The Drivers of Digital-First Enterprise Strategy

By: Shashi Kiran

Over the last decade, enterprises have invested considerably in technologies fueling digital transformation. According to Gartner, 82 percent of CFOs increased their investment in 2021 compared to 2020. This is a significant uptick and entails a broad spectrum. The highest priority was in the areas of enhancing digital capabilities (82 percent) followed by IT (70 percent), which is a broad spectrum. The trend is likely to continue in 2022, as the pandemic has caused a rapid acceleration of such investments.

The motivation behind these investments, supported by the needs of CIOs, CEOs, CMOs, CISOs, CCOs and CROs in an organization, has been to really make an organization nimbler, to increase business agility, improve customer (and user) experience, reduce cost, and increase competitiveness. Top initiatives have included application modernization, the move to cloud with as-a-service delivery and consumption models that are usage-based.

We polled 1600 enterprise decision-makers to understand their top motivations in a global survey we conducted on the Global State of the WAN (SOTW). This focused on some aspects of the digital transformation value chain. The respondents of this survey were global, with 34 percent of organizations headquartered in the Americas, 30 percent in Europe and a little over 27 percent in the Asia Pacific region. They came from diverse verticals that included manufacturing, technology services, software and the Internet, financial services, and retail and business services. Job roles included C-level, as well as practitioners of network, security and cloud deployments. In this article, I will share some highlights relevant to the broader tech community, to evaluate trends based on what their global peers are stating as well as to use some of these data points to plan their wide area network (WAN), security and cloud infrastructure as part of their digital transformation initiatives.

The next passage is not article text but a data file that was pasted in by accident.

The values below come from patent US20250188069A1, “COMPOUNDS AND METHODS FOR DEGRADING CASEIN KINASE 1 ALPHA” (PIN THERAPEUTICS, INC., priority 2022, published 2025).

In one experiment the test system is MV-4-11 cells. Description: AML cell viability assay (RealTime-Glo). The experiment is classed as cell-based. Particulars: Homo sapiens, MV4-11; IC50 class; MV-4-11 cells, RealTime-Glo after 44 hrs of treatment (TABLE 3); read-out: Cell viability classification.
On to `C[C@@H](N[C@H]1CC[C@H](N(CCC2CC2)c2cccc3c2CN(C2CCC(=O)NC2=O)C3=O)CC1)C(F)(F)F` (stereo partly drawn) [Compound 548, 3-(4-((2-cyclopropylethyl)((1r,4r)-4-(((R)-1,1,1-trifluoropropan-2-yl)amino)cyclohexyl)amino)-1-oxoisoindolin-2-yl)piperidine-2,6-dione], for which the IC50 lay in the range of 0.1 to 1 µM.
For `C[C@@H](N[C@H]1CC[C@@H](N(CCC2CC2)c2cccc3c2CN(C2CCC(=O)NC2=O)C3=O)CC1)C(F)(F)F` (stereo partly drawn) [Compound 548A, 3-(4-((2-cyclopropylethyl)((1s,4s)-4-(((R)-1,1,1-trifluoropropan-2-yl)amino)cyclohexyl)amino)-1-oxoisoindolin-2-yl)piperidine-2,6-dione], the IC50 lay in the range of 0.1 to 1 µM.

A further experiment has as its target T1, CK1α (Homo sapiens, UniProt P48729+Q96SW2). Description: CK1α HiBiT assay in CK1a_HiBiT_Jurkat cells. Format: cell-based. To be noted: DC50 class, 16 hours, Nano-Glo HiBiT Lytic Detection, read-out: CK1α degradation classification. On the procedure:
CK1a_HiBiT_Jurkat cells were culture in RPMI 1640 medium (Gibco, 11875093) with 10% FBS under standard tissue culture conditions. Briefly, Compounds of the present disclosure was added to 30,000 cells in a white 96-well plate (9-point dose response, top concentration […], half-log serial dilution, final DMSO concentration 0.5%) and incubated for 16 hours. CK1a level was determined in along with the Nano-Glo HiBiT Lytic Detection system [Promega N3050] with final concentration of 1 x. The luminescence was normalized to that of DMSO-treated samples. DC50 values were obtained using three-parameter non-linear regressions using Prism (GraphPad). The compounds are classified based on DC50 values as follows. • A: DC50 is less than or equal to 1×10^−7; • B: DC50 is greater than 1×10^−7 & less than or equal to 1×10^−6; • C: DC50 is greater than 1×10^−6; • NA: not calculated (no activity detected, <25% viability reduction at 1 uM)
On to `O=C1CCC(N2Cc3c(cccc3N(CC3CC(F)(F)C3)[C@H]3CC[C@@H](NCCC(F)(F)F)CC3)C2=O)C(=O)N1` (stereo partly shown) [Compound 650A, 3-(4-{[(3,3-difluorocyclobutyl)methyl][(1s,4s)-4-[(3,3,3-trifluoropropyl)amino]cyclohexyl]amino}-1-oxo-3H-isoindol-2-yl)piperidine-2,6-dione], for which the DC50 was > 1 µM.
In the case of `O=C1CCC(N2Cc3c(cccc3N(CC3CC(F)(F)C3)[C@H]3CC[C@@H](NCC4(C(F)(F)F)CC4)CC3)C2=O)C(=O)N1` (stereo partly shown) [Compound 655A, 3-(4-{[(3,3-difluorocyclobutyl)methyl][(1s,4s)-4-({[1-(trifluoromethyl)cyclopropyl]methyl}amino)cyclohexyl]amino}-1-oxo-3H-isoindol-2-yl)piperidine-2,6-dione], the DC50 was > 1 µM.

Infrastructure investment for hybrid work environments

The pandemic had a huge impact on the worker and the workplace. The onus has been on providing flexibility to remote as well as on-site workers while minimizing costs and improving productivity.

As more workers went remote, digital technologies had to be brought in across the board. Consider the paradigm shift: doctors having patient consultations via video conferencing; home appraisals being conducted via mobile video; corporate employees collaborating via Zoom conferencing; and teams working from “remote” home locations. Organizations are working hard to make their employees productive regardless of location. This has led to an acceleration of 48 percent of digital transformation projects relating to upgrading the network and security infrastructure as well as focusing on application performance.

Application modernization and growth in SaaS applications

Cloud and SaaS-based applications continue to gain traction, with almost a third of survey respondents indicating that over half of their applications run in the cloud, and more moving that way. We have seen this trend continue to grow, as enterprises enjoy the simplicity of the consumption model, the freedom of not having to purchase or deploy infrastructure on their own and the ability to manage change based on the dynamic needs of the user or site. Among the survey respondents, Microsoft Teams (58 percent), Office 365 (55 percent), Zoom, Google Docs, and Salesforce were all examples of top SaaS applications.

These results are not surprising, as they speak to the rollout of collaboration and productivity software with a distributed employee base.

Tackling complexity by simplifying service consumption

As the infrastructure stack has grown, so has the complexity. This results from a wide range of factors: the combination of legacy and greenfield deployments, as well as the coordination of myriad vendors, operational models, and on-premises and cloud


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